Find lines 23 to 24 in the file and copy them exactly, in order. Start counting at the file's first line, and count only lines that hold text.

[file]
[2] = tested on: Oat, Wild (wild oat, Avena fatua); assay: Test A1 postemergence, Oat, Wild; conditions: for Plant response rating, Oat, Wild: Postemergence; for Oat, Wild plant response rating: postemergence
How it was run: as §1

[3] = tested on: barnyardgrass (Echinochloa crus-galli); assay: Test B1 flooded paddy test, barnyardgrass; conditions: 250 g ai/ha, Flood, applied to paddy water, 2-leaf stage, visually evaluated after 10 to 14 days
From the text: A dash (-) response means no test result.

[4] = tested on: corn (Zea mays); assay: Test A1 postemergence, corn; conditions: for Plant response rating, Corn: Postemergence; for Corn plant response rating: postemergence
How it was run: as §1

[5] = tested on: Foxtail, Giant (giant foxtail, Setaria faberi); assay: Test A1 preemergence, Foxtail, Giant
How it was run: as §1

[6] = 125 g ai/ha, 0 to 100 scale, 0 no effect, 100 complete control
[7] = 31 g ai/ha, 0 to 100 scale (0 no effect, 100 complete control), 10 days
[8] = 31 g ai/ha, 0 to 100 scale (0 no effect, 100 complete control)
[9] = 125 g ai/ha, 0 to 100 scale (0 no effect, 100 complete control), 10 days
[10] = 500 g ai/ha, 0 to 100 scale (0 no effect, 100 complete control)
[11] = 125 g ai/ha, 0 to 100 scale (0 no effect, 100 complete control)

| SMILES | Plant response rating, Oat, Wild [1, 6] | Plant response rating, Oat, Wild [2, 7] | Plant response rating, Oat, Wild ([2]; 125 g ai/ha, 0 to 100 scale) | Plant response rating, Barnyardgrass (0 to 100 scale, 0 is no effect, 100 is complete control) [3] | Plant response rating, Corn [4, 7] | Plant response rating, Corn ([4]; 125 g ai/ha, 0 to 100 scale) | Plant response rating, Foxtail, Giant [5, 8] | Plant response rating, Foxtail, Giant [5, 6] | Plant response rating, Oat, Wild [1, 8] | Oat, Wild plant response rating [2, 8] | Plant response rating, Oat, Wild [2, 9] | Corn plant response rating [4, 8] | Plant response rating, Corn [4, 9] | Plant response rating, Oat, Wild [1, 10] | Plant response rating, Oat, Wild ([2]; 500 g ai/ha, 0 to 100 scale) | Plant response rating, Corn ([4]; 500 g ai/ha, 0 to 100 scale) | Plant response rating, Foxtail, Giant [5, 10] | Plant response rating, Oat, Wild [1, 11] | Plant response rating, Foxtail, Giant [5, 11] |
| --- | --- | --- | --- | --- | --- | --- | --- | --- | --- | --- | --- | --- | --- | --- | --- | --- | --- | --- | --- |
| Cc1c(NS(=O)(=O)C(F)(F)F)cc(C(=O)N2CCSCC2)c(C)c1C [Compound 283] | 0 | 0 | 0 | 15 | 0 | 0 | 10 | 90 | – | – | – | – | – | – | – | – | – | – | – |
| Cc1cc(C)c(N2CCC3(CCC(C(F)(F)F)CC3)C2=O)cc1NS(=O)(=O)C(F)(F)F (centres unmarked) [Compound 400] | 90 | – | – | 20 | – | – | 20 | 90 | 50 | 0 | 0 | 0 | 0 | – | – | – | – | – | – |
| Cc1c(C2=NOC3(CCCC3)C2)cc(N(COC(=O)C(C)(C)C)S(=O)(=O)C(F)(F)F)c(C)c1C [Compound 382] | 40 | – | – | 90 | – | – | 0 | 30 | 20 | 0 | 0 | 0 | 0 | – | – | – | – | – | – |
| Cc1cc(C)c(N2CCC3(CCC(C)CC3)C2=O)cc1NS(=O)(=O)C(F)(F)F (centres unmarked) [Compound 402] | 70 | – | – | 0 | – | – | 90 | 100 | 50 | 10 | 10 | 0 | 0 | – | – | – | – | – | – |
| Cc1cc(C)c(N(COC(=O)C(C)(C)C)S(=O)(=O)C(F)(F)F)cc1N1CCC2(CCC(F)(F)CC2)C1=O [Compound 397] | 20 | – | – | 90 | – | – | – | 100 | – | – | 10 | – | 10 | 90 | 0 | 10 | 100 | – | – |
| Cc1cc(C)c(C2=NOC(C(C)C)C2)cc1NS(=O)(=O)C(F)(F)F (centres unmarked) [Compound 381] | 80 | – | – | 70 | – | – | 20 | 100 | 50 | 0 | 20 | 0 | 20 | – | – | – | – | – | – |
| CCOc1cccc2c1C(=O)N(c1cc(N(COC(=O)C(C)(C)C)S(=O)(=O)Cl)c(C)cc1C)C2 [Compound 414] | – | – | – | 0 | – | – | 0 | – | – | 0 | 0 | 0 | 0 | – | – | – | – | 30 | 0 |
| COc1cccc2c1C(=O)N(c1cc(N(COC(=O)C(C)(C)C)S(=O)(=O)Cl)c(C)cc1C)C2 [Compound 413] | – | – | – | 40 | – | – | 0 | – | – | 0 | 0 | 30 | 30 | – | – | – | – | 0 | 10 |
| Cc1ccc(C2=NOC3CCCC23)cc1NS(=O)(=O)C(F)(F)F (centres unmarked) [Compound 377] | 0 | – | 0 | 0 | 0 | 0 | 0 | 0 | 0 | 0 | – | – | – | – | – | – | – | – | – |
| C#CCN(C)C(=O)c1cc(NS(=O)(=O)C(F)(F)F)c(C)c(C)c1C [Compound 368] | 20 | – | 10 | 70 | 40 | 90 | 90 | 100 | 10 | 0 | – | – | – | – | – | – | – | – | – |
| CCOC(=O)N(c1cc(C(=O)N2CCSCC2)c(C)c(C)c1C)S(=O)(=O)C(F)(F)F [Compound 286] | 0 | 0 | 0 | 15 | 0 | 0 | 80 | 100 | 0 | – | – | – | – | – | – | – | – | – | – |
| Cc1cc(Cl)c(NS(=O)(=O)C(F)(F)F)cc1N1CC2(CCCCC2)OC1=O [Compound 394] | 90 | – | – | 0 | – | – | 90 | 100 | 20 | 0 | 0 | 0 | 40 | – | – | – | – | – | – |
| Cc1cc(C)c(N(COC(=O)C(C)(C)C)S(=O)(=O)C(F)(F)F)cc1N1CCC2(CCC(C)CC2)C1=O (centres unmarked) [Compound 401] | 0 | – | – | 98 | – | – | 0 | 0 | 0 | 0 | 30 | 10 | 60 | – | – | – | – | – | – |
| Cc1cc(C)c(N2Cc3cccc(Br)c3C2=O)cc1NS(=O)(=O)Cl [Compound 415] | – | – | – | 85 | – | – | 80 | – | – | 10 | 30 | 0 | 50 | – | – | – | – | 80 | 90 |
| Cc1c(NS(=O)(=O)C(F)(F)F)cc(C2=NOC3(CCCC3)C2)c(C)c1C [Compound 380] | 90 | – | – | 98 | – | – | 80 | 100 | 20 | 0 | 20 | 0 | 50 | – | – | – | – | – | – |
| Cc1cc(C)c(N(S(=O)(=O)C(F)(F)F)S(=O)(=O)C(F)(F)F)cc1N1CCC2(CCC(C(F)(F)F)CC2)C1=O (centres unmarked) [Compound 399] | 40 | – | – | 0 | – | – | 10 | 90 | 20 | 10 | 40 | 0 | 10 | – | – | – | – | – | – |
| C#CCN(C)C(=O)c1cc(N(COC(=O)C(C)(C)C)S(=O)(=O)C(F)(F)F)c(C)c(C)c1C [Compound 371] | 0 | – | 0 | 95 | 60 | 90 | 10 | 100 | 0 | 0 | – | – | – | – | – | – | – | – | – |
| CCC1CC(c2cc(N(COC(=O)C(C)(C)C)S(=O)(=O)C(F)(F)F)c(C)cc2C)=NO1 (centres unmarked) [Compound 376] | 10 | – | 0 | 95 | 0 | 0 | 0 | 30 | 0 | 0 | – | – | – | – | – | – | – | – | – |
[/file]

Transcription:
| CCOc1cccc2c1C(=O)N(c1cc(N(COC(=O)C(C)(C)C)S(=O)(=O)Cl)c(C)cc1C)C2 [Compound 414] | – | – | – | 0 | – | – | 0 | – | – | 0 | 0 | 0 | 0 | – | – | – | – | 30 | 0 |
| COc1cccc2c1C(=O)N(c1cc(N(COC(=O)C(C)(C)C)S(=O)(=O)Cl)c(C)cc1C)C2 [Compound 413] | – | – | – | 40 | – | – | 0 | – | – | 0 | 0 | 30 | 30 | – | – | – | – | 0 | 10 |